There has always been an extremely uneasy alliance between the creation of art and the criticism of it, particularly in comedy, where bitterness is more frequently said to be at play. A lot of people also feel that in criticizing a piece of comedy, you’re missing the point: it’s a joke. This, I think, undercuts a comedian’s assertion that they would actually like their work to be taken seriously. When one does the other’s job successfully—say, when Roger Ebert wrote Beyond the Valley of the Dolls—it was often referenced as a way for him to better understand how he wrote criticism, as opposed to a separate creative expression. This distinction, the idea that you should pick a lane when it comes to these two things, always seemed a little defensive to me—a way to write off negative criticism as illegitimate, while leaving room to embrace positive criticism as affirmational.

Most acceptable crossovers are generally one-way streets. It’s a pretty common practice to have a novelist review a novel, and has been for decades. I always liked opening up an old review of a George Saunders book and realizing that Jay McInerney was the critic. Yeah, sometimes people are assholes about it in both directions (cough Nabokov endcough). But there are always assholes. There are people who derive pleasure from writing mean-spirited criticism, and there are people who derive pleasure from making mean-spirited art. Ebert can make Beyond the Valley of the Dolls, and then turn around and write an unnecessarily cruel review of Wet Hot American Summer in the style of “Hello Muddah, Hello Faddah.” The way Ego wields his power as a critic is misguided, but he’s right about one thing from the start: “I don’t like food, I love it.” You don’t write about a work of art at all if you don’t love the form. Sometimes love turns to bitterness, that’s true. But a lot of the time it doesn’t, and a lot of the time it turns back into love.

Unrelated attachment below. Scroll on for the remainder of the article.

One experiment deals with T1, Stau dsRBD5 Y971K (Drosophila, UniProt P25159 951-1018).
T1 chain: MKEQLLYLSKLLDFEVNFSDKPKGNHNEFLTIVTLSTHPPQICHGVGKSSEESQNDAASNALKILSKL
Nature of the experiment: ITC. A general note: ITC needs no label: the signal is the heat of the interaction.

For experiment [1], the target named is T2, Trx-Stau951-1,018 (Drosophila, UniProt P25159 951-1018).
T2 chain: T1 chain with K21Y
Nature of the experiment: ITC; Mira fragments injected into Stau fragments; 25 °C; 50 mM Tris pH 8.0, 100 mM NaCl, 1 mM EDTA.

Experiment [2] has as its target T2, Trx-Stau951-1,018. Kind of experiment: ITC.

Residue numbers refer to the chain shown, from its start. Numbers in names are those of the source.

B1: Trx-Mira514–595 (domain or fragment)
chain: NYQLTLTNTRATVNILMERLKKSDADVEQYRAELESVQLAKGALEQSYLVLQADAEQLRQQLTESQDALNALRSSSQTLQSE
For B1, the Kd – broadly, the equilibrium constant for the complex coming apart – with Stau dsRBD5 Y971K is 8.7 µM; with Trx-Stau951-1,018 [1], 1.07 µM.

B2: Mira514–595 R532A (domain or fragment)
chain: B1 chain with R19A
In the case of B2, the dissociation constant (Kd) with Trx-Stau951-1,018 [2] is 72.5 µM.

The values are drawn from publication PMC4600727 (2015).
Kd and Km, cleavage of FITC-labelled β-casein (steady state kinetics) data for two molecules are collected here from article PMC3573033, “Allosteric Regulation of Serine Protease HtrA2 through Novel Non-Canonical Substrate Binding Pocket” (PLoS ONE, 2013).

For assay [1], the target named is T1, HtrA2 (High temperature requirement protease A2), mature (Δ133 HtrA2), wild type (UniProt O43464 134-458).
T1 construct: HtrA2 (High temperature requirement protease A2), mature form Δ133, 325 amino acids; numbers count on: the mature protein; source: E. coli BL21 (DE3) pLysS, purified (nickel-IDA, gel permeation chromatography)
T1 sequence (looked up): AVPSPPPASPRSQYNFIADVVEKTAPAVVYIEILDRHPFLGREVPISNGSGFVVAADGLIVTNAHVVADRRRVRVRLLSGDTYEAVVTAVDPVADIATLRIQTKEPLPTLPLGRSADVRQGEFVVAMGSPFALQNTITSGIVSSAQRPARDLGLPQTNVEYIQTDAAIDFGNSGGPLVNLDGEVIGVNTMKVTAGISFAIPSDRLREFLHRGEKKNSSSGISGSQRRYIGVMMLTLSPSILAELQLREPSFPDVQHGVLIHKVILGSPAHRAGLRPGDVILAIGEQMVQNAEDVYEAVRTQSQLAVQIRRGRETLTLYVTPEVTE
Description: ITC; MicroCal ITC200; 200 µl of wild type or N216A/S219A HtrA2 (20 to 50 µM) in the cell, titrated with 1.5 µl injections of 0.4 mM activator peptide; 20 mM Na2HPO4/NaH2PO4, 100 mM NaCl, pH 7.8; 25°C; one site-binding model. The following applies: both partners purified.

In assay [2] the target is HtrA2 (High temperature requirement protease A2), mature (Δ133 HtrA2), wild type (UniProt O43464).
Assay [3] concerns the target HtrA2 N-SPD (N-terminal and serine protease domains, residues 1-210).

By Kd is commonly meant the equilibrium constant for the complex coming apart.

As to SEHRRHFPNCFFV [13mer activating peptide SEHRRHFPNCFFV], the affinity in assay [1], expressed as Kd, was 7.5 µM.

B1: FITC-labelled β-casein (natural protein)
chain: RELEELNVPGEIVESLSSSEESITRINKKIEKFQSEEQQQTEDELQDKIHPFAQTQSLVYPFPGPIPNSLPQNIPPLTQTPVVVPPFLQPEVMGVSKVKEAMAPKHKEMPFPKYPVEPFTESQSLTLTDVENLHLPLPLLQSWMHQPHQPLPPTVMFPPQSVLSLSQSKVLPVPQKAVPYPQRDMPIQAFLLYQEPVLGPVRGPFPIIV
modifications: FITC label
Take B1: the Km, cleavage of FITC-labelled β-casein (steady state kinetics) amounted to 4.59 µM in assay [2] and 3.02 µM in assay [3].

What I love about Blank Check is how this division becomes increasingly muddy as time goes on. When the show began as a review of the “Phantom Menace Trilogy,” the hosts were a bit stricter about announcing their jobs outside the podcast, and yet even as their comedic roles have become clearer—often reminding me of the Larry Sanders trio in terms of how they bounce off each other and get under the others’ skins—it still feels more and more like an unnecessary distinction to say David is the “critic” on the show and Griffin is the “comedian” on the show. The mix of guests they bring on reinforces this, with critics like Vulture’s Emily Yoshida, filmmakers like Alex Ross Perry and comedians like Chris Gethard popping up in equal measure.